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Opinions April 12, 2012

April 12, 2012
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7th Circuit Court of Appeals
United States of America v. Jaymie T. Mount
11-2616
U.S. District Court, Southern District of Indiana, Indianapolis Division, Judge Jane E. Magnus-Stinson.
Criminal. Remands for resentencing after the District Court denied the government’s motion for Mount to receive an additional one-level reduction following his guilty plea, citing Mount’s flight from charges. The additional reduction is mandatory once the government determines that the criteria spelled out in U.S.S.G. Section 3E1.1(b) are satisfied and it makes the necessary motion.

United States of America v. Anthony Raupp
11-2215
U.S. District Court, Southern District of Indiana, Indianapolis Division, Judge Tanya Walton Pratt.
Criminal. Amends original opinion issued March 9, 2012, in which majority affirmed 100-month sentence and determination Raupp is a career offender. Judge Diane Wood dissents.

Indiana Supreme Court and Indiana Tax Court had posted no opinions at IL deadline.

Indiana Court of Appeals
John Morse, M.D. v. Jeffrey Wayne Davis

84A05-1103-CT-140
Civil tort. Affirms judgment against Dr. Morse following a jury trial on Davis’ complaint alleging medical malpractice for failure to diagnose Davis’ colon cancer. The trial court did not abuse its discretion when it excluded from evidence at trial certain expert testimony, a medical record and the testimony of a treating physician and nurse.

Jarrad L. Mastin v. State of Indiana
18A02-1109-CR-890
Criminal. Affirms convictions of and sentences for one count of Class A felony child molesting and two counts of Class B felony child molesting. Mastin did not demonstrate that the trial court’s evidentiary rulings denied him a fair trial. There is sufficient evidence from which the jury could conclude he committed child molesting by sexual intercourse.

H.V. and O.P. v. Indiana Department of Child Services (NFP)
02A05-1108-JT-506
Juvenile. Affirms termination of parental rights.

Robert E. Stanley v. State of Indiana (NFP)

18A02-1109-CR-834
Criminal. Affirms conviction of Class D felony home improvement fraud.

Gary Anderson Proby v. State of Indiana (NFP)
71A05-1110-CR-522
Criminal. Affirms conviction of Class B felony burglary.

Johnny Lee Gibson v. State of Indiana (NFP)
45A04-1109-CR-494
Criminal. Affirms sentence following guilty plea to Class B felony rape.

D.H. v. State of Indiana (NFP)
49A04-1110-JV-533
Juvenile. Affirms adjudication for committing what would be Class C felony intimidation and two acts that would have been Class B misdemeanor possession of a knife on school property, if committed by an adult.

Jason Haste and Jamie R. Haste v. State of Indiana (NFP)
20A05-1107-CR-364
Criminal. Affirms the Hastes’ convictions of and sentences for maintaining a common nuisance and possession of marijuana as Class D felonies, but vacates their convictions of Class A misdemeanor possession of marijuana due to double jeopardy violations.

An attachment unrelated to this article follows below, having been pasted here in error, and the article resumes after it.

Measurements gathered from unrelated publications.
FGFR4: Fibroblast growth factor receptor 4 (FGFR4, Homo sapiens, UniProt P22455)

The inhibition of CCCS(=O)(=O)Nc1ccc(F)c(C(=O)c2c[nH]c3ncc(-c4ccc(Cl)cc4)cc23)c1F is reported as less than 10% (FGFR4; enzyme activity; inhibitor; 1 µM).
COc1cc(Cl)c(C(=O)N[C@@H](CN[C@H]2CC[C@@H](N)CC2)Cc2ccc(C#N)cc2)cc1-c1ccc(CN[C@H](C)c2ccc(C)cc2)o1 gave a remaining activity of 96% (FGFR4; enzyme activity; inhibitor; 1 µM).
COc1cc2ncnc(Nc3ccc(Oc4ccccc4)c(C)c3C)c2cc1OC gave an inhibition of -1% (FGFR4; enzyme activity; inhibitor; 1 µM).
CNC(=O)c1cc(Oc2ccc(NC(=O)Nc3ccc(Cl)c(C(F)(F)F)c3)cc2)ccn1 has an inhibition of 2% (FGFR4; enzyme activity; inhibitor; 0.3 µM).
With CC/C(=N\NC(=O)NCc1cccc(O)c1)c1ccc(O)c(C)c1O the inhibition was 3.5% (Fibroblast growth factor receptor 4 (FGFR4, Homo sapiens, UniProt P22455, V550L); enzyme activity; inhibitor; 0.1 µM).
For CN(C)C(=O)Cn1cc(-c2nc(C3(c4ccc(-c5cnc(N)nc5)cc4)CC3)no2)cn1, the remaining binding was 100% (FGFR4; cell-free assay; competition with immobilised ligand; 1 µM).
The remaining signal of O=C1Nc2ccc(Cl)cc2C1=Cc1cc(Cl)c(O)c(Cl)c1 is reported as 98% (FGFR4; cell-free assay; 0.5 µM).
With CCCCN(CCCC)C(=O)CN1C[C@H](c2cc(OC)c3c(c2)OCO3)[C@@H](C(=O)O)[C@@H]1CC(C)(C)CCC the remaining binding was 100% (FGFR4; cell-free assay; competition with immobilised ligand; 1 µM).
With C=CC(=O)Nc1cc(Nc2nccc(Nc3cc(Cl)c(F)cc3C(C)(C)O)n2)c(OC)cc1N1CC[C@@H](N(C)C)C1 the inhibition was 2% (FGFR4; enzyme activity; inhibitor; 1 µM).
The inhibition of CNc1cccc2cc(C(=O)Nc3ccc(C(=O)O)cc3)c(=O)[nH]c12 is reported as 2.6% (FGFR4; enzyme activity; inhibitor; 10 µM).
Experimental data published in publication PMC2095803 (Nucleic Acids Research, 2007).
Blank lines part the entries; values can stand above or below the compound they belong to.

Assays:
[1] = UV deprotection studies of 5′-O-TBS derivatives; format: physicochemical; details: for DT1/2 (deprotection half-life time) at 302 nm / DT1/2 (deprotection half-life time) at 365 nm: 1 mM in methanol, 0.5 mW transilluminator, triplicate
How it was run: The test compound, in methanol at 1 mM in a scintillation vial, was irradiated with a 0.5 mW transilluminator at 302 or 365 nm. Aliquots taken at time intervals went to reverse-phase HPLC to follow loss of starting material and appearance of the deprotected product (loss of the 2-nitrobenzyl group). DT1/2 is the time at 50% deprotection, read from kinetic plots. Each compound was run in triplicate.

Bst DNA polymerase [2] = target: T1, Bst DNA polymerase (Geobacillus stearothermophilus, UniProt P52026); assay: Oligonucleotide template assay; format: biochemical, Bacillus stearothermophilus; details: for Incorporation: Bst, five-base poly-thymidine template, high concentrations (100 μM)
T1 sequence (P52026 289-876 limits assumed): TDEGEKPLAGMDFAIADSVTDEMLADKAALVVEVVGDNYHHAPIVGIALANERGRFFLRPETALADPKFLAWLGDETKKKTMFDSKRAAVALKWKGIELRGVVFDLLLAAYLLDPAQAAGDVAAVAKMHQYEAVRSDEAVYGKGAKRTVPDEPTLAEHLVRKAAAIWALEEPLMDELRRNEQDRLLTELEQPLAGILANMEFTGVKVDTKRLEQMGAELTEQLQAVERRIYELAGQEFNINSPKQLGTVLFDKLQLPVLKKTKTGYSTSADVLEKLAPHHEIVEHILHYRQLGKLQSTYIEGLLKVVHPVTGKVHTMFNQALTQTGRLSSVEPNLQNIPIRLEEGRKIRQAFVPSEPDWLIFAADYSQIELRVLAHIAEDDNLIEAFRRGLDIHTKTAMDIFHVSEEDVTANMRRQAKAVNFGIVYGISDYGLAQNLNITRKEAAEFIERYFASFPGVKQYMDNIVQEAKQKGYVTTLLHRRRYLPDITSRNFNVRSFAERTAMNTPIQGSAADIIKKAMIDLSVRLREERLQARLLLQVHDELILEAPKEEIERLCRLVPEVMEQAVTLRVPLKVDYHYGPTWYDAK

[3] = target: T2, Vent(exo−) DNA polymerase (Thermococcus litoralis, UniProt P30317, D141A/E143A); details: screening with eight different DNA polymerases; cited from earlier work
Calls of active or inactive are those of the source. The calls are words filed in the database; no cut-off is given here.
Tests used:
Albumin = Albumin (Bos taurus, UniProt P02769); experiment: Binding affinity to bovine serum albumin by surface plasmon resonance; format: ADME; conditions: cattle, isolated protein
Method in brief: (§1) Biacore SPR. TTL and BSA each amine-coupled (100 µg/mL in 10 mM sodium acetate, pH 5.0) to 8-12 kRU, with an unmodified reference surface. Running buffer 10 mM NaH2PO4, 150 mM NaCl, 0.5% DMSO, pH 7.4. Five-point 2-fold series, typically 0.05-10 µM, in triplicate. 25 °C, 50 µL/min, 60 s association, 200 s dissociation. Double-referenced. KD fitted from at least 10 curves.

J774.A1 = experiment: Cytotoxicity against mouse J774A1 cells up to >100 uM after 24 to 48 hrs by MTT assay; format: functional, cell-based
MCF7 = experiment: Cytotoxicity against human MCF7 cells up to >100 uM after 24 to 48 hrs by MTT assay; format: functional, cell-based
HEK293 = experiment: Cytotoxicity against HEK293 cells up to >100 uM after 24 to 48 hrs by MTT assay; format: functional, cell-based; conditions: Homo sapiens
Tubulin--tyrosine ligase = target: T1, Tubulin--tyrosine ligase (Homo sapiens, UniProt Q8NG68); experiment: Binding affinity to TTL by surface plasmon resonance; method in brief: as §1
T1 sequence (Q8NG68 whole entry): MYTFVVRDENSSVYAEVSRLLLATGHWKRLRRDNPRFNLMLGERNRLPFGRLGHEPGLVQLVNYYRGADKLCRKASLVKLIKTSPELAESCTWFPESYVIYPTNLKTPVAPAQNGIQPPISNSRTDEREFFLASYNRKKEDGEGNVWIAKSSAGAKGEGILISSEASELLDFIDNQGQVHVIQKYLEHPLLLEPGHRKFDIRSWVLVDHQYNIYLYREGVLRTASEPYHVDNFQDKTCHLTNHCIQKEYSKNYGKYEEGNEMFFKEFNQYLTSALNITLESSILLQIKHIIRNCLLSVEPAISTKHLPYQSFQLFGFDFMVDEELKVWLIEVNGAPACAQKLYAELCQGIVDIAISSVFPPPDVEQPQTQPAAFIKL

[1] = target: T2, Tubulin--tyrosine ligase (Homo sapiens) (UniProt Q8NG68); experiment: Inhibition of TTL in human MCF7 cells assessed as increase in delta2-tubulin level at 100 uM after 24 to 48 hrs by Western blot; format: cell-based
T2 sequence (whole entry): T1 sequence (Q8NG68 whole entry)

Joseph Adams v. State of Indiana (NFP)
33A04-1110-CR-562
Criminal. Affirms sentence for Class B misdemeanor criminal mischief and the revocation of Adams’ probation.

David Paul Burns v. State of Indiana (NFP)
45A03-1108-CR-364
Criminal. Affirms conviction of Class D felony theft and adjudication as a habitual offender.

Rodney W. Robinson v. Arthur Cashwell & Roxie Battle (NFP)
45A03-1107-SC-351
Small claim. Affirms judgment against Robinson and in favor of Cashwell and Battle on Robinson’s claim that the defendants had his truck improperly towed.
 

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  1. "associates are becoming more mercenary. The path to partnership has become longer and more difficult so they are chasing short-term gains like high compensation." GOOD FOR THEM! HELL THERE OUGHT TO BE A UNION!

  2. Let's be honest. A glut of lawyers out there, because law schools have overproduced them. Law schools dont care, and big law loves it. So the firms can afford to underpay them. Typical capitalist situation. Wages have grown slowly for entry level lawyers the past 25 years it seems. Just like the rest of our economy. Might as well become a welder. Oh and the big money is mostly reserved for those who can log huge hours and will cut corners to get things handled. More capitalist joy. So the answer coming from the experts is to "capitalize" more competition from nonlawyers, and robots. ie "expert systems." One even hears talk of "offshoring" some legal work. thus undercutting the workers even more. And they wonder why people have been pulling for Bernie and Trump. Hello fools, it's not just the "working class" it's the overly educated suffering too.

  3. And with a whimpering hissy fit the charade came to an end ... http://baltimore.cbslocal.com/2016/07/27/all-charges-dropped-against-all-remaining-officers-in-freddie-gray-case/ WHISTLEBLOWERS are needed more than ever in a time such as this ... when politics trump justice and emotions trump reason. Blue Lives Matter.

  4. "pedigree"? I never knew that in order to become a successful or, for that matter, a talented attorney, one needs to have come from good stock. What should raise eyebrows even more than the starting associates' pay at this firm (and ones like it) is the belief systems they subscribe to re who is and isn't "fit" to practice law with them. Incredible the arrogance that exists throughout the practice of law in this country, especially at firms like this one.

  5. Finally, an official that realizes that reducing the risks involved in the indulgence in illicit drug use is a great way to INCREASE the problem. What's next for these idiot 'proponents' of needle exchange programs? Give drunk drivers booze? Give grossly obese people coupons for free junk food?

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